These Young Greeks Are Teaching City-Dwellers To Better Their Communities

City of Errors is inspiring residents of Athens and other big cities.
A still from a City of Errors video. The group encourages civic engagement using videos, an app and hands-on game.
A still from a City of Errors video. The group encourages civic engagement using videos, an app and hands-on game.
City of Errors

“What do you love most about Athens?” The most popular answer to that question is “the chaos.” Sometimes you’ll hear “the beautiful chaos,” other times “its ugliness” or “its contradictions,” but almost always, the answer will include a negative element used in a flattering way. But why should people have to compromise about the flaws of their city, or romanticize them to make them appear cute?

The City of Errors doesn't do either of those things, and it doesn't find the nuisances that pop up in every corner of Athens or any other Greek city cute. Instead, the production company tries to fix them.

City of Errors has been around for several years, but faced with Greece's socio-political crisis, it has changed its mission over time. It now approaches its goal -- civic engagement in big cities -- by offering inspiration and tools for people who want to make their homes a better place and build an active community of residents.

HuffPost Greece spoke with the team in Athens last week.

How did City and Errors come to be, and how does it work?

We started the City of Errors project with a group of volunteers in 2012. The idea was to create an Internet audiovisual platform with the aim to build a community of active citizens striving to maintain a relative quality of life in cities like Athens, cities that have been abandoned both by the local authorities and their citizens, cities that suffer from indifference and vulgarity because their residents are interested only in themselves and they neglect the collective interest.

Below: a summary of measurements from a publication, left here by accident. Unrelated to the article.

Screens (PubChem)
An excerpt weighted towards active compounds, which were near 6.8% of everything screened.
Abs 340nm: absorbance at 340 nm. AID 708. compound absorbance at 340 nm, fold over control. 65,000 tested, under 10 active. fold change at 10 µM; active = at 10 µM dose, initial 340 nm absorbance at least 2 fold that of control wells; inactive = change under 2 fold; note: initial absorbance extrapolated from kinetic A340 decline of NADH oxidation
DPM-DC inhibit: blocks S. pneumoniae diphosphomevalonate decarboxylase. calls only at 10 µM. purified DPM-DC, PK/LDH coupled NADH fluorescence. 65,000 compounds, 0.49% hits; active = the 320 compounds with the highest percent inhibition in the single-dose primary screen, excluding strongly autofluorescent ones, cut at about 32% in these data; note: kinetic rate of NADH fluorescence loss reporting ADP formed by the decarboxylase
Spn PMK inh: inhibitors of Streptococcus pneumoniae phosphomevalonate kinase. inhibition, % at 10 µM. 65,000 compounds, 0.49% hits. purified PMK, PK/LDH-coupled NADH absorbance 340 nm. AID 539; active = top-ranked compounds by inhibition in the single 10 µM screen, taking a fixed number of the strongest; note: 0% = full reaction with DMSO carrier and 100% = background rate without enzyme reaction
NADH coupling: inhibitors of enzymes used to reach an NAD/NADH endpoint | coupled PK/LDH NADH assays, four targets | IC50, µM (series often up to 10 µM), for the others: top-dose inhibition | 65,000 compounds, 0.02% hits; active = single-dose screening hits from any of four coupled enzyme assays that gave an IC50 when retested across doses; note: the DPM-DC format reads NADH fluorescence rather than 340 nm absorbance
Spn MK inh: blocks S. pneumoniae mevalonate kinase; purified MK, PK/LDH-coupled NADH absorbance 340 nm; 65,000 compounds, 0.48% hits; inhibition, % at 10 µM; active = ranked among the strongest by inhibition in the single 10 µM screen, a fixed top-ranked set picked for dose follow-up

The platform consists of a series of long-duration videos that feature citizens who make the city better every day with small and direct actions, as well as the City of Errors app, through which the user can take a photo story that showcases how he or she tries to make the city better and upload that on our web page, and a game that is played on the streets in which players are asked to solve as many problems as they can within a few hours.

Our education has a massive gap there, too. You are not born a citizen, you become one, and from what it looks like many of us never did. School is hugely responsible for that.

What is Athenians’ biggest weakness? What has brought the city to this predicament?

City of Errors is not just about Athens, but a lack of money meant we couldn't go elsewhere, so we worked with what we had. Most Greek cities suffer from the same thing; the self-centeredness of their citizens. They park wherever they want. They don't care about what others want. When someone tries to reason with them, they encounter verbal or physical abuse or total lack of responsibility regarding any kind of wrongdoing. This is a flaw. We don't assume any responsibility about what goes on in public space. Why? Doesn't it belong to us too?